Sunday, June 12, 2011

Free handouts breed dependency culture

The Standard, Sunday, 12 June 2011 14:01

Who said suffering is not necessary to achieve one’s goals? Most Zimbabweans know how Strive Masiyiwa suffered in order to establish Econet. He was not only vilified but was demonised as if he was doing something to destroy the nation. He was involved in providing a service to the people which has even surpassed its orginal set goals. If Masiyiwa had given up we could not be enjoying the wholesome benefits we do today.

As one travels across the country, they will notice the jobs created by selling airtime cards, which is just amazing. Every corner of the road, every shopping centre, wherever people are, young and old vendors are waiting to sell the much needed airtime. In towns’ every street and in several homes there is someone selling the airtime.

Econet has gone further to offer services to the community that can only come through suffering. Young women and men are on several scholarships and others have crossed continents on such schemes and are movers and shakers wherever they go. We are now proud to associate with such innovations. Indeed we are the richer because someone had to suffer first.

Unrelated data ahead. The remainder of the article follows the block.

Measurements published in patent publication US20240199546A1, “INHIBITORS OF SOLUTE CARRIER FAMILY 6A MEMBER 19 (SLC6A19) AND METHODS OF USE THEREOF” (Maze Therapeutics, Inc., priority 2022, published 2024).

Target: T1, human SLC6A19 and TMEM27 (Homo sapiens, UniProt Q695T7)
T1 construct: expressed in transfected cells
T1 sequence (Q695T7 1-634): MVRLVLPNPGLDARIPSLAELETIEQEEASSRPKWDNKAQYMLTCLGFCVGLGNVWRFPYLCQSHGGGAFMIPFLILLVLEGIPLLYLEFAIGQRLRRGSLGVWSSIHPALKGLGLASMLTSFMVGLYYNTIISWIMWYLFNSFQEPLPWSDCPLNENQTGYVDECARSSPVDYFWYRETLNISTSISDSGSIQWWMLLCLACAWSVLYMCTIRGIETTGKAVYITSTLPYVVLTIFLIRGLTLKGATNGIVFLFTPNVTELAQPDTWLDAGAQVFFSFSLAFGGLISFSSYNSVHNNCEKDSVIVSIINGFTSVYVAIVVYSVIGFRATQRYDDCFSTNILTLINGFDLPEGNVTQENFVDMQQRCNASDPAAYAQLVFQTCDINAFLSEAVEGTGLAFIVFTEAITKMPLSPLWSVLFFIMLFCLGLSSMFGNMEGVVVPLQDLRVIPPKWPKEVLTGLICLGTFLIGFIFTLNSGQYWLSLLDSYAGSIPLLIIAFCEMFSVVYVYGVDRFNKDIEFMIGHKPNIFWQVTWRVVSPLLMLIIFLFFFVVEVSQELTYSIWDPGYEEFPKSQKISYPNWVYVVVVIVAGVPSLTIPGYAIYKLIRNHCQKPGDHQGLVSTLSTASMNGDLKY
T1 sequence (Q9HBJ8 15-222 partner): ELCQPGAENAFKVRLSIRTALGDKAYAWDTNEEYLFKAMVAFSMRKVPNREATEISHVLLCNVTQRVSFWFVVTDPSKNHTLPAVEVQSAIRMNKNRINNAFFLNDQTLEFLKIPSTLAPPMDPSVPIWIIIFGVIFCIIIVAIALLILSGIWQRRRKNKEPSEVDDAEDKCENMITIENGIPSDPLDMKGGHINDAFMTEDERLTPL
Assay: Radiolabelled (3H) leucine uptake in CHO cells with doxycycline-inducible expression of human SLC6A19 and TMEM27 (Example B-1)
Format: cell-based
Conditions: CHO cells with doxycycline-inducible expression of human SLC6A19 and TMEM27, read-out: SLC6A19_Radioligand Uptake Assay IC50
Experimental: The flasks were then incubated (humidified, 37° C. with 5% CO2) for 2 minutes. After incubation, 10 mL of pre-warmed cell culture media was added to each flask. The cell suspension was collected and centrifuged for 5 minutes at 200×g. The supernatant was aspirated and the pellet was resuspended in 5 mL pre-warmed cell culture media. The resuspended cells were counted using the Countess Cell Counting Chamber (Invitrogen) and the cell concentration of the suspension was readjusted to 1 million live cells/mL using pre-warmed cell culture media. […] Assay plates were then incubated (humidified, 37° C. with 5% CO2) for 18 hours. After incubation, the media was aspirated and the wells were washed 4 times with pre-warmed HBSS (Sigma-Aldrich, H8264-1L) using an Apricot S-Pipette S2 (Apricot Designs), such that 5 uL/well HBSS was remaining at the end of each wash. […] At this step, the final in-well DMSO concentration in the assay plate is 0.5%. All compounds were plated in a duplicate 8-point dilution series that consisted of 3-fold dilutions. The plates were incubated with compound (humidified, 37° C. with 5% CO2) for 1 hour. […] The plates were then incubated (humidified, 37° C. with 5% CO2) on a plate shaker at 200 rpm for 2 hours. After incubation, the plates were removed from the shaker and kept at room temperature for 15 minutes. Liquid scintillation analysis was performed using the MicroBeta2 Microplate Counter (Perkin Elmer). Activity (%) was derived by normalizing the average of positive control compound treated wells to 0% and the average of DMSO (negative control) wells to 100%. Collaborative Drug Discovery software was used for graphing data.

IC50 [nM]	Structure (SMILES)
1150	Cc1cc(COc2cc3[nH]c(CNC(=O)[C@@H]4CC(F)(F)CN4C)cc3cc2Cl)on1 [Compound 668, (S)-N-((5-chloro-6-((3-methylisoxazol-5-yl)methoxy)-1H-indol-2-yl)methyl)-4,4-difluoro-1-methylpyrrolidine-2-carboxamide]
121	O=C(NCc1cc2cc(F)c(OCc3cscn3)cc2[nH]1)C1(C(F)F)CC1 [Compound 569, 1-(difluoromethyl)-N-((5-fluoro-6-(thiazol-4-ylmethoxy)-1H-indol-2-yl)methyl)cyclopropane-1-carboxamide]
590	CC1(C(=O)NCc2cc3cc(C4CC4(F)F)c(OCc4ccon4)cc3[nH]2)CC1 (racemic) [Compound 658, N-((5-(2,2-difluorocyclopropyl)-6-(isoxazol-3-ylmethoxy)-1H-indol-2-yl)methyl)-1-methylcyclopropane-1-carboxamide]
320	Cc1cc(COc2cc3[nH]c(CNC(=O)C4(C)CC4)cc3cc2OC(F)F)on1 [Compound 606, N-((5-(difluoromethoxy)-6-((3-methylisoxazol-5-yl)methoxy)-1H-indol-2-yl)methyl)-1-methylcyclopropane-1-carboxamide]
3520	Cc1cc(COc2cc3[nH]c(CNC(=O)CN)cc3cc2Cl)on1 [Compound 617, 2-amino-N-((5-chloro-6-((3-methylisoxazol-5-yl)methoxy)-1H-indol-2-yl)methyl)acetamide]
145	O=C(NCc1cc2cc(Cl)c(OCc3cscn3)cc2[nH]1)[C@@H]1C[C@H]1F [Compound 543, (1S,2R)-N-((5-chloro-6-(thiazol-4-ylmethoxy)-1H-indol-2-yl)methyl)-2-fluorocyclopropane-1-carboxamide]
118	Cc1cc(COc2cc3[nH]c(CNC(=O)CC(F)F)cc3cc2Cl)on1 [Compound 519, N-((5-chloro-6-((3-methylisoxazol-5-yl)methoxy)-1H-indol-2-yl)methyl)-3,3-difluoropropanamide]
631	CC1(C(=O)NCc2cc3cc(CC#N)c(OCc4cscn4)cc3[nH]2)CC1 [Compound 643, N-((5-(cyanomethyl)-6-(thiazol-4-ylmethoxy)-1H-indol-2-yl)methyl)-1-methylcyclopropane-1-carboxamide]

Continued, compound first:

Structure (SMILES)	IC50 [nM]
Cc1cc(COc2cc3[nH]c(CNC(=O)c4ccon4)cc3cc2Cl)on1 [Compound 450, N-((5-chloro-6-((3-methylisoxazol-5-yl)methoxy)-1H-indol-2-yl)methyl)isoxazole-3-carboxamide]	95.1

It is equally true that those who got their way easily have folded-up and others will follow suit. They say “easy come easy go.” Zimbabweans should be reminded that whatever you get for nothing is a curse. Who has ever made it in life by getting free handouts?

Many a farmer have been given handouts and a number are crying for more each year that comes by. Those who have worked hard and used the resources they have scratched from their hard earned money have made it in life.

Someone shared with me very sad stories about free handouts. There are so many well-placed people who get most of their farm inputs and even farm machinery for free and some of these are lying idle on farms. Some of the guys sell the inputs and sometimes hire out some implements.

One farmer got a combine harvester and mice and rats have eaten most of the tubing. The harvester was only driven to the farm and that was the end of story.

Zimbabweans have an admirable work ethic that is the envy of most nations. If you want to kill that work ethic then hand out free things.

While the intention of the giver is noble, it is the given who then develop an attitude of “we will be given again”. Indeed we need start-ups but we should pay back so that people become responsible. The more we receive handouts, the bleaker our future.

Rev Dr Levee Kadenge

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